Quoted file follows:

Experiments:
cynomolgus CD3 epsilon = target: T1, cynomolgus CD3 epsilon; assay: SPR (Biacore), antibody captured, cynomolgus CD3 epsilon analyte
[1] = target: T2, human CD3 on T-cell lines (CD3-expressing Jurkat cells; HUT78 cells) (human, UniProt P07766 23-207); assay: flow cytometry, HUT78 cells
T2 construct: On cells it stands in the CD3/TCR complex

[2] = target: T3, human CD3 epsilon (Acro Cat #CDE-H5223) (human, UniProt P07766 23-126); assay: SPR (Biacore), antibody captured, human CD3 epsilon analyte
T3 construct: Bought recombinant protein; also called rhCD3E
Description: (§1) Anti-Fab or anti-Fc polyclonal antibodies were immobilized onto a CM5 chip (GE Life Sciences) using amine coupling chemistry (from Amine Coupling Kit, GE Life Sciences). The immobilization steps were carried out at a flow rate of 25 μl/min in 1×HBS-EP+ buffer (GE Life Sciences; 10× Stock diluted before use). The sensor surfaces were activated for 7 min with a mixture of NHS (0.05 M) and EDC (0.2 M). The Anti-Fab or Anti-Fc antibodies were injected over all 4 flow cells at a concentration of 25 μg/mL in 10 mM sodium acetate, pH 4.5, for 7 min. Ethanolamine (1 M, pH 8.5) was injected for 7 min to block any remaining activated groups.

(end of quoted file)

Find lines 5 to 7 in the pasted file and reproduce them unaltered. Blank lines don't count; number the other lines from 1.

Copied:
[2] = target: T3, human CD3 epsilon (Acro Cat #CDE-H5223) (human, UniProt P07766 23-126); assay: SPR (Biacore), antibody captured, human CD3 epsilon analyte
T3 construct: Bought recombinant protein; also called rhCD3E
Description: (§1) Anti-Fab or anti-Fc polyclonal antibodies were immobilized onto a CM5 chip (GE Life Sciences) using amine coupling chemistry (from Amine Coupling Kit, GE Life Sciences). The immobilization steps were carried out at a flow rate of 25 μl/min in 1×HBS-EP+ buffer (GE Life Sciences; 10× Stock diluted before use). The sensor surfaces were activated for 7 min with a mixture of NHS (0.05 M) and EDC (0.2 M). The Anti-Fab or Anti-Fc antibodies were injected over all 4 flow cells at a concentration of 25 μg/mL in 10 mM sodium acetate, pH 4.5, for 7 min. Ethanolamine (1 M, pH 8.5) was injected for 7 min to block any remaining activated groups.